NEW YORK -- In the television show "Bates Motel," Vera Farmiga's character has a dysfunctional relationship with her future serial killer son Norman, played by Freddie Highmore. In reality, Farmiga says, she and Highmore share a much healthier bond: He's even her child's godfather.
Farmiga says Highmore immediately bonded with 5-year-old Fynn in Vancouver, where "Bates Motel" is filmed and Farmiga and her family moved for the duration of the series. The Oscar-nominated actress says Highmore, whose family is in London, has become something of a surrogate son himself, playing swords and Legos with Fynn on the weekends.
"Bates Motel""Bates Motel"
Premieres at 8 p.m. Monday, March 3, on A&E
Farmiga, who also has a 3-year-old daughter with her husband, musician Renn Hawkey, says Highmore has become such a fixture in Fynn's life that she and her husband decided it's "a relationship that deserves the title."
On screen, though, the relationship will not go as smoothly between Farmiga's character, Norma Bates, and her son in season two of A&E's modern-day "Psycho" prequel, which premieres at 8 p.m. Monday, March 3. Farmiga says Norma seems optimistic at the start of the season despite the violent and deadly encounters of season one, her reveal that she was sexually abused as a child and the question of whether Norman murdered his high school teacher.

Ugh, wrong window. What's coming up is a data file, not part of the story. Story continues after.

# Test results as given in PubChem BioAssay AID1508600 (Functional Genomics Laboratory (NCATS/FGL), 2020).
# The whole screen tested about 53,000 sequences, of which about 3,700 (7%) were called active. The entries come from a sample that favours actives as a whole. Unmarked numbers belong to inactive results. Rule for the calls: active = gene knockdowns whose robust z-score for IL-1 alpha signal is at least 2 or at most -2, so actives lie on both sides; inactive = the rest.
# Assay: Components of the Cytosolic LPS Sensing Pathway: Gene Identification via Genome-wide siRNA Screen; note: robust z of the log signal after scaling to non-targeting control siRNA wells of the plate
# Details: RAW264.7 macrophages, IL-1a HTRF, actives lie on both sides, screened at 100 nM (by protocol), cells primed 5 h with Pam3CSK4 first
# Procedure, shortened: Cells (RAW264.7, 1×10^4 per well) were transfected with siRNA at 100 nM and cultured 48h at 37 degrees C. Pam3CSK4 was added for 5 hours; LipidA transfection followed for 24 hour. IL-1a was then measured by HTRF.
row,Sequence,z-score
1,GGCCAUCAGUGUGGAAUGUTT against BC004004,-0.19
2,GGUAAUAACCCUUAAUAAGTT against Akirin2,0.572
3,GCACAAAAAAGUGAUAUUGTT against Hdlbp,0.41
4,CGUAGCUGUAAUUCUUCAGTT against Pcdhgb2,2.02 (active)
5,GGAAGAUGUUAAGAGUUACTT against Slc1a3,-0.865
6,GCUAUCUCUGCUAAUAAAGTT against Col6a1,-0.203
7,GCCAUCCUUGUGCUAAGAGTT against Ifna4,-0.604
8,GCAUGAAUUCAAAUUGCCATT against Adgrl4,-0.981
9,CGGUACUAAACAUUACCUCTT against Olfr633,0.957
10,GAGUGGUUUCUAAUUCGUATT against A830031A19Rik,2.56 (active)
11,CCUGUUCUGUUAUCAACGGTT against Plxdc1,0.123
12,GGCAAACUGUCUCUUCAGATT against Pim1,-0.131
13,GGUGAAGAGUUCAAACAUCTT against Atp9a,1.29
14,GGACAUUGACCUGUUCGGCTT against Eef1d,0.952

"At the beginning of season two, she thinks she's got her neuroses under control," Farmiga said in a recent interview.
Norma is also open to romance again with Michael Vartan ("Alias") joining the show as her love interest.
Norma, the actress says, doesn't think she has any choice but to persevere.
"You're a single mother of this child that you feel is potentially unraveling," she said of Norman, who maintains his newfound interest in taxidermy in the hotel basement.
Anyone familiar with "Psycho" knows this is a story that doesn't end well, and Farmiga says despite Norma's attempt to put a positive spin on their lives, the situation quickly worsens. Farmiga says the teacher's death "is a big source of this orientation and terror for Norman, which in turn Norma will try to sort of solve."
And despite an upturn in business at the Bates Motel, work begins on that pesky bypass road that threatens to divert traffic away and Farmiga notes that "there's still a stigma attached to the property." Ever the optimist, Norma sets out to change people's minds and that means going into the community, and, Farmiga says, "That's going to be challenging for Norma."